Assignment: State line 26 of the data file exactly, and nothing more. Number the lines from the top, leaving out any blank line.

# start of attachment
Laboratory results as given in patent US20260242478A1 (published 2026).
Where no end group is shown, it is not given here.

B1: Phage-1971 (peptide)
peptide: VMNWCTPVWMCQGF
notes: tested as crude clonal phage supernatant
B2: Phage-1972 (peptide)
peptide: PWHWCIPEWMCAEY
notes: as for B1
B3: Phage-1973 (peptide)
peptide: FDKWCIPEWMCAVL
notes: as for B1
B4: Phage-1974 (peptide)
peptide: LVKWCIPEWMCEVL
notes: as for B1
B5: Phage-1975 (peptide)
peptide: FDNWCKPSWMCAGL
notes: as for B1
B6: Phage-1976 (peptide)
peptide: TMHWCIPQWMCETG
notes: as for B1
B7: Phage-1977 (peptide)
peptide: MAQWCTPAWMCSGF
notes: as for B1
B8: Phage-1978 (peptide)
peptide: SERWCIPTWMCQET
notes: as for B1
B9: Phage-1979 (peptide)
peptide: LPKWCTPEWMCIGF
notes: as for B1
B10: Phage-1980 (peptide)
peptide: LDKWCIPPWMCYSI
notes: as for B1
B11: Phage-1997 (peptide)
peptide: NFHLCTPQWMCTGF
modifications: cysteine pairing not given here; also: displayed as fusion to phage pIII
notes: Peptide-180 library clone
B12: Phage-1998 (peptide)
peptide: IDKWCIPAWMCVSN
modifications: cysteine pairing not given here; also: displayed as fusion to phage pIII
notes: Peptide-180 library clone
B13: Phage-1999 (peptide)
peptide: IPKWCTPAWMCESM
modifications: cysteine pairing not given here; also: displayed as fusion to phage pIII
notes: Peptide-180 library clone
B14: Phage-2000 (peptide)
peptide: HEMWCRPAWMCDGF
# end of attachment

notes: as for B1